Mission. A funny old word. To some, an awkward uncle; something you feel you should have a relationship with, but you’re not really sure how to approach it. To others, a fun, unruly friend; a companion on the journey of faith that you’re a little bit scared of but also don’t know where you’d be without it.
When Jesus calls Simon Peter to follow him, he specifically says he’ll be fishing for people. The stories that follow are brimming with encounters, conversations and miracles - ‘fishing for people’ moments that seem to be a key part of what it means to follow Jesus.
So, how do we do this?
And how do we get our student groups doing it too? Is it possible to get the students you’re leading to really own and go after mission on their campuses?
Luc Sadler has been trying this for a while with his student group.
A few years ago, we ran some training in their 'come back early' week all about their different Mission Styles; the ways that each of them instinctively approach faith and share it with others.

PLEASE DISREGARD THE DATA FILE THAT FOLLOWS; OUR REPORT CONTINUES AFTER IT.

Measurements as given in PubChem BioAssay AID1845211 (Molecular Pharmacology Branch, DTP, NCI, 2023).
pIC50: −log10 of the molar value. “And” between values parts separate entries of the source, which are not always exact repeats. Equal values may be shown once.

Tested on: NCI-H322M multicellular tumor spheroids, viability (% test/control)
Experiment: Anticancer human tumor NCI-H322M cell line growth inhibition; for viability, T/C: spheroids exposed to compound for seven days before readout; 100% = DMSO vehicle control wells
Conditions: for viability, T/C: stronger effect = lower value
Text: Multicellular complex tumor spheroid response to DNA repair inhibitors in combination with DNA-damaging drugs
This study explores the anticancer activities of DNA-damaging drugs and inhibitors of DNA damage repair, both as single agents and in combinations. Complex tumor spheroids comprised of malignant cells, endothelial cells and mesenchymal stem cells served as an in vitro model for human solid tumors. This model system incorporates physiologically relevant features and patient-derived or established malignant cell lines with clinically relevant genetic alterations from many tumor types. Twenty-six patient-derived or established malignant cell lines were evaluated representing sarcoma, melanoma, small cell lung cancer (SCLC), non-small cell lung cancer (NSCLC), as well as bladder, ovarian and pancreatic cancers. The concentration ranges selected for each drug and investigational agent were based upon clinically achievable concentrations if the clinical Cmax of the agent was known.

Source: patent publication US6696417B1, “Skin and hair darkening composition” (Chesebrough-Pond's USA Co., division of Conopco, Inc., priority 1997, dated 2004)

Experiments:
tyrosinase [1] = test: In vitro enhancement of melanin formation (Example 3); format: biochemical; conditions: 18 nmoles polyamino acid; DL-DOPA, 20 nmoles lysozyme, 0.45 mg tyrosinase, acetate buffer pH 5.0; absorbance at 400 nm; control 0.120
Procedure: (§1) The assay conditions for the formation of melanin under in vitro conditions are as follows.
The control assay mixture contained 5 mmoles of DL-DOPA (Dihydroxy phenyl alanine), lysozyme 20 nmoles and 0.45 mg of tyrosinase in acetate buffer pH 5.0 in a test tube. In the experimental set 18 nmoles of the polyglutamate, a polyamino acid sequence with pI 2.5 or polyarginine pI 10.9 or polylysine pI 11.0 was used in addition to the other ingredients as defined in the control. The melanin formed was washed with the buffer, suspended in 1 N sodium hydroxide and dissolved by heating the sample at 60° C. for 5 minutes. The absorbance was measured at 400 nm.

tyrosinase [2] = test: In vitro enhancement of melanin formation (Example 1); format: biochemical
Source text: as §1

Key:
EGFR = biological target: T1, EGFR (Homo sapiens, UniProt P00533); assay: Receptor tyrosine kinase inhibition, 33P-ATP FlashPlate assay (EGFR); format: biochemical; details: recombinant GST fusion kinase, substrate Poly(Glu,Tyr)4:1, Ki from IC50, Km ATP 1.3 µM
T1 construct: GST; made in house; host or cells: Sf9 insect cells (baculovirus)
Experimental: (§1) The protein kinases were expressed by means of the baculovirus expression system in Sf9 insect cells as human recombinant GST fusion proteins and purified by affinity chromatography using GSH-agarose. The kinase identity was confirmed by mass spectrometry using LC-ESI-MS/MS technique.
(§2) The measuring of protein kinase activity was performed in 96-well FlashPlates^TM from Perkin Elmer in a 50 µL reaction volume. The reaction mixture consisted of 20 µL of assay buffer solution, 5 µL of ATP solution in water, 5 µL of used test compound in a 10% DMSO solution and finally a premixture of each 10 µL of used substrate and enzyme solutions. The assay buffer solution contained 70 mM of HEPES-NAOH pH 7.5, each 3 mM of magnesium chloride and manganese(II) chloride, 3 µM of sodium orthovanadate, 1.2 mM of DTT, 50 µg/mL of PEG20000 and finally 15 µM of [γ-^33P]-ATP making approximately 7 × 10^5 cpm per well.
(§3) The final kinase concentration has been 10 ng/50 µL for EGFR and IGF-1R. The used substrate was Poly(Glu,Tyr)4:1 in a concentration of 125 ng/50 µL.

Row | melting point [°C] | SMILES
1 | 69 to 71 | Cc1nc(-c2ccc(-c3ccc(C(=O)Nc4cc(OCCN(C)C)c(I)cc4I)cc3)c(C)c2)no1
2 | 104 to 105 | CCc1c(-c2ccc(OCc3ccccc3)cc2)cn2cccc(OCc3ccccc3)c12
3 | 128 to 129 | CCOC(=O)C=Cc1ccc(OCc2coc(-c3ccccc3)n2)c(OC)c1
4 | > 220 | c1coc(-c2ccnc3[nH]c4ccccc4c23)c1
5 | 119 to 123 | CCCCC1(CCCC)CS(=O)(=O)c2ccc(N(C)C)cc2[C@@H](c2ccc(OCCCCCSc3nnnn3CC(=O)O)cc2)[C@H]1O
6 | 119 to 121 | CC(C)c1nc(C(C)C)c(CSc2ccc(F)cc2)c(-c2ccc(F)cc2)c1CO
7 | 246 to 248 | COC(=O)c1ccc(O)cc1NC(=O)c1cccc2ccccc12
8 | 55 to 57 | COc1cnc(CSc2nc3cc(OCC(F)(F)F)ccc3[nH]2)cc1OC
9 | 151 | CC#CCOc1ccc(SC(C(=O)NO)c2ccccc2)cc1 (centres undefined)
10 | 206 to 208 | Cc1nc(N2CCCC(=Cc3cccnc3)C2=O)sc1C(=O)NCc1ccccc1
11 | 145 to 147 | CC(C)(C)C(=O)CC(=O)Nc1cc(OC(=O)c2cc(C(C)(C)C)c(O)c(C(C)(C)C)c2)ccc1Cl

And they absolutely ran with it. They took it as a challenge to think of different ways of reaching out and 'fishing for people' on campus using their mission styles. That term, they got out and did washing up in freshers' halls, sparked long conversations about God & science, went and sat with people by themselves and looked for people to pray for for healing. Students who thought they weren't particularly evangelists and those who were shy and quiet found new confidence in sharing their faith.
This is how weekly 'Campus Mission' started.
Mission sparked more mission. A core group of students started to go out onto campus each Thursday with different ways of reaching out, bringing their own ideas and capturing more of God's heart for their campus and growing in their own faith as they went.
Mission has continued to spark more mission. These same students prayer-walked campus every day of September the following year, made art of God’s truths to put up around campus, and even threw a banquet for the community one year.
Mission Styles worked as a real triggering point for reaching out to campus in new ways.
Have you explored the different Mission Styles with your student group?
Take the test, learn about the styles together and find your own creative ways of putting them into practise. What could this spark in your student group?